Insights > Paying it forward to the next generation

Paying it forward to the next generation


Entergy recently had the privilege of hosting 35 students from New Orleans Charter Science and Mathematics High School at the National Organization of Black Chemists and Chemical Engineers' annual conference in New Orleans. Entergy was a conference sponsor and hosted a booth in their Career and Academic Expo, where employees shared information with conference attendees about career opportunities at the company for students and professionals with STEM backgrounds.

Entergy's participation in the conference was spearheaded by Alicia Jones, manager of policy and performance for Entergy’s chief security officer organization, who is a great example of how a background in a STEM field can open doors to a variety of career paths. Though she now works in cybersecurity, Jones' education background is in chemistry and physics, holding a doctorate degree in chemical physics and a master's degree in physics. Jones became involved with NOBCChE during graduate school through her mentor, Dr. William Jackson, who was a founder of the organization.

"NOBCChE is the organization that got me to the place that I am today, so when I knew NOBCChE was coming to New Orleans for their annual convention, I knew that I wanted Entergy to be a part of that,” said Jones. “I wanted us to help to bring young people to the conference to help them to see many black and brown faces of scientists and engineers in STEM, and I wanted us to be seen by working professionals as a place that they could come and contribute."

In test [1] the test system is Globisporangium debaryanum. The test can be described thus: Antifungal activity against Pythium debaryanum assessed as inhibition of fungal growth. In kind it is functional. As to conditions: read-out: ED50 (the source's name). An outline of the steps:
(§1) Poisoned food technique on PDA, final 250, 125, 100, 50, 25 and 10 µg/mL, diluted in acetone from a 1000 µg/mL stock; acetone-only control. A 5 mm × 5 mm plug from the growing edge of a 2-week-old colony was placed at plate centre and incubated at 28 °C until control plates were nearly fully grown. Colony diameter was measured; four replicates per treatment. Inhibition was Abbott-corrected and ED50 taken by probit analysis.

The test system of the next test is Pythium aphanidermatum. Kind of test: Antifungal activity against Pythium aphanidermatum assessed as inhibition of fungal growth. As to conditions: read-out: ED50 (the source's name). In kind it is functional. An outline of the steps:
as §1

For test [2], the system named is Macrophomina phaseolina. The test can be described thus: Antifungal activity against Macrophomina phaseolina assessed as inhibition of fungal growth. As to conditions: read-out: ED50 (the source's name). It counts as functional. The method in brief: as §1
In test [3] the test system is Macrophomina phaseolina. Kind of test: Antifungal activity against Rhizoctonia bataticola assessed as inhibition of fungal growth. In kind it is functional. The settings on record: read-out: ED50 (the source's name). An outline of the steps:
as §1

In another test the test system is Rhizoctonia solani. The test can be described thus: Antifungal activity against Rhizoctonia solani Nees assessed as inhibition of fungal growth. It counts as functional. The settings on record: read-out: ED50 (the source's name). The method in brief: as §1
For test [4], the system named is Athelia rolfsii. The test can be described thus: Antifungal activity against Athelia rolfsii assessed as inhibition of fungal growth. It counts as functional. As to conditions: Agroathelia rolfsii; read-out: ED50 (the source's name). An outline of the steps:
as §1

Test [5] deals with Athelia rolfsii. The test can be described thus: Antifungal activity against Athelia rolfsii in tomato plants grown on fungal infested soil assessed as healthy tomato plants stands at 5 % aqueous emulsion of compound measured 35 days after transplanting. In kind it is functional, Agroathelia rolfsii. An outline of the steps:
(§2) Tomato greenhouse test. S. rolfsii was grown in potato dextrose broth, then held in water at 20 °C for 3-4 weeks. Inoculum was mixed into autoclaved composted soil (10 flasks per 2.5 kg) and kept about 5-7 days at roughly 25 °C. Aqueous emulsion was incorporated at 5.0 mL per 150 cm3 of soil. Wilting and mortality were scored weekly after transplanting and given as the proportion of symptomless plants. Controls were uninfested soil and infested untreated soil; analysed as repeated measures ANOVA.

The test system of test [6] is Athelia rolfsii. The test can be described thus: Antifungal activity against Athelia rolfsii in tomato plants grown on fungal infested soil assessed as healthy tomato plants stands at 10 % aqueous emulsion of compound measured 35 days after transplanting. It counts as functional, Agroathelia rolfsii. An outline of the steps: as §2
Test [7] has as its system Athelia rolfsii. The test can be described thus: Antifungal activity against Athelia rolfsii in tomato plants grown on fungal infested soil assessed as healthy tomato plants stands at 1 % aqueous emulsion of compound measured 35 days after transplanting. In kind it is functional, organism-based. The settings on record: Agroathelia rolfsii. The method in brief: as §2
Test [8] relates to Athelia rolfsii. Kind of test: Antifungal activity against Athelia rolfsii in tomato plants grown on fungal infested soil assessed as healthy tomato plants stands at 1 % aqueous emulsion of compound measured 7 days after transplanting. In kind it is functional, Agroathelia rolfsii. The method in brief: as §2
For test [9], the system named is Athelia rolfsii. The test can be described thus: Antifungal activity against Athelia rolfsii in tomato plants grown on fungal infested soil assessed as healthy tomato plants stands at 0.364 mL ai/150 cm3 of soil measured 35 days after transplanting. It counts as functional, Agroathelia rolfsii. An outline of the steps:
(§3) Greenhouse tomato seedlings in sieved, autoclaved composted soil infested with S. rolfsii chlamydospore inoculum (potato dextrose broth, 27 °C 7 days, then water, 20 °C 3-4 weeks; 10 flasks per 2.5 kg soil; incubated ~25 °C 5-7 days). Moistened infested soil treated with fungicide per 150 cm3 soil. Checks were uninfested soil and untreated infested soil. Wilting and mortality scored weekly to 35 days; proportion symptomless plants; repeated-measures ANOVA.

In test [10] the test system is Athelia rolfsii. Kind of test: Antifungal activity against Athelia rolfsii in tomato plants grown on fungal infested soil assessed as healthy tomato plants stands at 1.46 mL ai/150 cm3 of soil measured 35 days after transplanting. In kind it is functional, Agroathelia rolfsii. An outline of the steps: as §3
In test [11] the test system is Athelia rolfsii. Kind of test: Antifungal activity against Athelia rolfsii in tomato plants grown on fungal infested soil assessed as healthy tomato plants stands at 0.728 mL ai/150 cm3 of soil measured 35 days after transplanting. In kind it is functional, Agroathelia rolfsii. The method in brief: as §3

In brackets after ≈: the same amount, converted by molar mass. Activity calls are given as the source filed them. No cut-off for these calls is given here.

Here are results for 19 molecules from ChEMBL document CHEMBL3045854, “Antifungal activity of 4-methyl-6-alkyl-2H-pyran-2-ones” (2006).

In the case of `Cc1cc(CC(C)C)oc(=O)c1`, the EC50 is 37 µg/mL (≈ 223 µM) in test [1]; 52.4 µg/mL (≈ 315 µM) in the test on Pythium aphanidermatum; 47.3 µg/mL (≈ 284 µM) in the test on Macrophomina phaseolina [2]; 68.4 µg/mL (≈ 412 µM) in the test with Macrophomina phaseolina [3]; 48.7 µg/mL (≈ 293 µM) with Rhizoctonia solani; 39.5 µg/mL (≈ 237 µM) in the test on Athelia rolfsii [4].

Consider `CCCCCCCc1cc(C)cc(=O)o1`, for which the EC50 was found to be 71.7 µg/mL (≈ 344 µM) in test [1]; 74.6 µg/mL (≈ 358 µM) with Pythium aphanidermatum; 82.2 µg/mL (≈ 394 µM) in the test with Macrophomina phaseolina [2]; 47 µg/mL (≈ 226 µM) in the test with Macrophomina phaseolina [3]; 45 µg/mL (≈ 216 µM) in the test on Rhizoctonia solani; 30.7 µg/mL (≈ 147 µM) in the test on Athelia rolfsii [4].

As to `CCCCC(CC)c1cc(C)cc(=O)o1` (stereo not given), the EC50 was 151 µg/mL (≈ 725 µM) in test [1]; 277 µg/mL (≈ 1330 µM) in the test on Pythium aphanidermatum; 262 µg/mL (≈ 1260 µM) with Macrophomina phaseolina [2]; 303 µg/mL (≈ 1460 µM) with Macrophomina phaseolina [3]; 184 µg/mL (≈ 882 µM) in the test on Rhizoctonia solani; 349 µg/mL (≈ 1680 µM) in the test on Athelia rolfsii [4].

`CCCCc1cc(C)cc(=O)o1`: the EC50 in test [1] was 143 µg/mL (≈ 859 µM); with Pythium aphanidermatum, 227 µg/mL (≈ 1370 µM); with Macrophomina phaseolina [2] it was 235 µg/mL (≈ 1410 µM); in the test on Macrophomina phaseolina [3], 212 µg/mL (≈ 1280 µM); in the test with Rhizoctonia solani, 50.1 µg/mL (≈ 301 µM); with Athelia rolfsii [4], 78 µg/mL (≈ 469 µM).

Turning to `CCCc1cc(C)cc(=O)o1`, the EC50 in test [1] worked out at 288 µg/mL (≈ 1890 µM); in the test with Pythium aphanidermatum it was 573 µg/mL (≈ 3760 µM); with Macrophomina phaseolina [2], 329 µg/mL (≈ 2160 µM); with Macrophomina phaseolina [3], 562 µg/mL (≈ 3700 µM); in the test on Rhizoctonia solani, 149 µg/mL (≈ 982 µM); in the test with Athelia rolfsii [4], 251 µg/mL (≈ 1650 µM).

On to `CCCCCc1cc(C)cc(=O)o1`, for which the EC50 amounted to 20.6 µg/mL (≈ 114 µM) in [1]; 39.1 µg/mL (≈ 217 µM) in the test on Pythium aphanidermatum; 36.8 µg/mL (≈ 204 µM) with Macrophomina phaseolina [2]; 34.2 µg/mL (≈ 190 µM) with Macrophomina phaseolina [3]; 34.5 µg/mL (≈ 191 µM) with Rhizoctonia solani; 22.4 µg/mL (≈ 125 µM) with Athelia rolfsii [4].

The organization held its first annual meeting in New Orleans in 1973, so it was only fitting that they celebrated their 50th year by holding the conference in the city where they got their start. It also presented the perfect opportunity for Jones to pay it forward by introducing a new generation of students to the organization and to all the possibilities that are available with a STEM education.

Jones rallied employees across the company, including the integrated customer organization and diversity and workforce strategies teams, to leverage the opportunity for Entergy while creating a unique and meaningful experience for the students from the New Orleans Charter Science and Mathematics High School.

The students had the opportunity to directly interact with more than a dozen scientists and engineers from academia and industry – including two of Entergy’s nuclear engineers. They also watched a chemist "testify" as an expert in forensics science at a mock trial; spoke with scientists about the challenges they face as a minority in STEM; and spoke with representatives from academia and industry about what they were looking for while trying to recruit students and working professionals.

"The conference was truly a transformative experience for our students,” said New Orleans Charter Science and Mathematics High School chemistry teacher Kim Conner-Davis. “They were thrilled to meet scientists from Entergy and engage in conversations with conference leaders, as well as participate in engaging workshops on forensics and perform hands-on experiments. The interactive sessions allowed the students to expand their knowledge and gain practical insights into prospective STEM fields of interest."

Entergy’s diversity and workforce strategies team is working with Conner-Davis to stay in touch with her students about future career awareness and development opportunities as they progress through their education and careers.  

New Orleans Editorial Team